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Flash: Danger!

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Before the ’Net, the primary vectors for spreading computer viruses were floppy disks. Nowadays, floppies are so rare that black hat hackers ignore them. As a result, we tend to focus our attention and defenses against malware threats from over the Internet. But a new portable storage medium has replaced floppies as a threat: USB flash (a.k.a. “thumb”) drives.


Cheap, with easy portability and far larger capacities, flash drives have become a favorite for carrying files around. The problem is anything that can carry and transmit data can also carry and transmit malware.


A few months ago a large UK company performed a corporate systems security check. They deliberately infected several flash drives with a benign virus and left these lying around company premises. Not surprisingly, several employees picked up the drives and plugged them into their computers’ USB ports. The program on the flash drives was triggered by the Windows auto- play function and reported when and which computers were infected to the IT security audit team.


The company subsequently conducted a full-scale, in-house educational campaign on the dangers of flash drives. Most of us could benefit from these lessons as well.


Flash Drive 101

Flash drives can be infected with malware, even new ones. A highly reputable computer company found that some of its USB devices had been infected at the factory. A good, simple rule of thumb is to reformat flash drives before using them.


But won’t anti-virus programs detect an infected flash drive? Maybe. Sometimes. Make sure your anti-virus definition data is up to date. Then it’s always a good idea to first do a virus scan on any flash drive plugged into your computer.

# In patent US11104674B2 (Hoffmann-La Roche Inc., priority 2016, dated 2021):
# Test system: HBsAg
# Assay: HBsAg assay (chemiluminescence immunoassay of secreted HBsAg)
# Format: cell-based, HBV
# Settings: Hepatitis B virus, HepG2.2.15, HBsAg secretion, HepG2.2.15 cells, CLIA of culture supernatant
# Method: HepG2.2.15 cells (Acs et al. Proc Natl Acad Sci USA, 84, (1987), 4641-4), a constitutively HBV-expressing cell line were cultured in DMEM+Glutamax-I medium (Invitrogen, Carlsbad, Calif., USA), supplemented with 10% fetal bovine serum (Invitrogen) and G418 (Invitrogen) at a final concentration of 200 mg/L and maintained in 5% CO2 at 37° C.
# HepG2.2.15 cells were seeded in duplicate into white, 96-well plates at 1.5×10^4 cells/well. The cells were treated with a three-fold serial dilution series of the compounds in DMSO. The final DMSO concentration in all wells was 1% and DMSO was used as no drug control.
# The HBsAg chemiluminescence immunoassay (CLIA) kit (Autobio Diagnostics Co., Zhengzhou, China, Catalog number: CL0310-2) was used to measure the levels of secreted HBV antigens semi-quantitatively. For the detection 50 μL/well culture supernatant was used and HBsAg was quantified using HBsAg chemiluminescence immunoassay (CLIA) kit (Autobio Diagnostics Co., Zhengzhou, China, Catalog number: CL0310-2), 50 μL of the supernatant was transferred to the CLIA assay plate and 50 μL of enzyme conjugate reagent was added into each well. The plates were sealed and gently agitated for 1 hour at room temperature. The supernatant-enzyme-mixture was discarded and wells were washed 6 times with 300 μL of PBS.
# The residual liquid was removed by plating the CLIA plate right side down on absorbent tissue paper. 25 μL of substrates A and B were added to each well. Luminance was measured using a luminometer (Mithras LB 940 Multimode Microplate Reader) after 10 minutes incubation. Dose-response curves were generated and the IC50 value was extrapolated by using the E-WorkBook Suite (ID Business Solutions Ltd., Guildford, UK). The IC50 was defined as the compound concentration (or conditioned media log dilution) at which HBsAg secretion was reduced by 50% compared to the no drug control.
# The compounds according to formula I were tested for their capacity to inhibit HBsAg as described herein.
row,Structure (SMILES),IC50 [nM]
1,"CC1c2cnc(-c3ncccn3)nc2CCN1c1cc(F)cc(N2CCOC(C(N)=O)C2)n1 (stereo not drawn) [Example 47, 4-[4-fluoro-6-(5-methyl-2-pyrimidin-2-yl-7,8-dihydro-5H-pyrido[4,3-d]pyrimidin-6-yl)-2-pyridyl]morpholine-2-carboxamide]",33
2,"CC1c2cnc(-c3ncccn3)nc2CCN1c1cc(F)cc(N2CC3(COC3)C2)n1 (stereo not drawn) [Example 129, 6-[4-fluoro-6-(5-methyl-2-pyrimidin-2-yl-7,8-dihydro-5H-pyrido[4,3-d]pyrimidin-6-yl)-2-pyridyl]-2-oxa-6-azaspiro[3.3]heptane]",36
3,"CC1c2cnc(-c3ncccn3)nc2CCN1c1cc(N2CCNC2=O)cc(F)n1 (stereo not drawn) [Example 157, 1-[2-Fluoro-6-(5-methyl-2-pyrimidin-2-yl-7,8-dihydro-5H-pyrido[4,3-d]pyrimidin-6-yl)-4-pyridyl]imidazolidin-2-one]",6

However, you may not have time to scan the drive if it automatically runs when you insert something into it. Though it may be a bit inconvenient if your audio CDs or DVDs don’t play automatically, for your peace of mind it’s definitely a good idea to disable auto-run or auto-play in Windows. You can right-click on the drive in Explorer and check the “Properties” and “Autoplay” tabs to disable this feature. You can find more detailed instructions by Googling “disable autoplay” or “disable autorun.”


When looking at the data on a flash drive, if you see a file named “autorun.inf” or any files ending in “.exe” or “.com” DELETE AT ONCE as there is usually no good reason to have executable programs on a removable drive.


Do you automatically boot into Windows without having to provide a user name and password? If so, then you are running Windows in “Administrator Mode,” which is very dangerous as it allows you or a virus to do real damage to your computer setup.


The best solution is to create an ordinary User (not Admin) account and do most of your work and surfing using this account. This way, even if a virus manages to penetrate your defenses, it will not be able to install itself successfully. You should use Admin Mode only if you are installing or removing software and hardware.


What if you’re fairly certain that your computer and removable drives are clean but your flash drives tend to get infected when you plug them into other computers? Some flash drives have a hardware switch that makes them “read only.”


Format In 6 Easy Steps

You can also make a flash drive “read only” by first reformatting as NTFS then setting security permissions. The default formatting on flash drives is the “FAT” file system used by DOS and Windows 95/98, which allows anyone to read and write to the drive. By formatting the flash drive as NTFS, you can then right-click on the drive and set “Security” options in “Properties.” Do the following:

1.First, log on in Administrator Mode and format the drive as NTFS;

2.Right-click on the newly formatted drive, in Properties > Security add a “user” and give this user “Full Control”;

3.Log out of Administrator Mode, and log in as the “user” you previously chose;

4.Right-click on the drive and in Properties/Security give the “user” ownership of the drive and all its folders;

5.Still in Properties/Security, remove (uncheck) the “Full Control,” “Modify,” and “Write” options for “Everyone”;

6.Optionally, you can also create a new folder on the drive and change its security permissions so that “Everyone” can write and modify only to that sub-folder.


Even if some of these security precautions may seem too technical, implementing as many of them as possible helps reduce the risk of malware infection. As always, staying informed and being aware is the first
line of proactive defense.

print ed: 06/09


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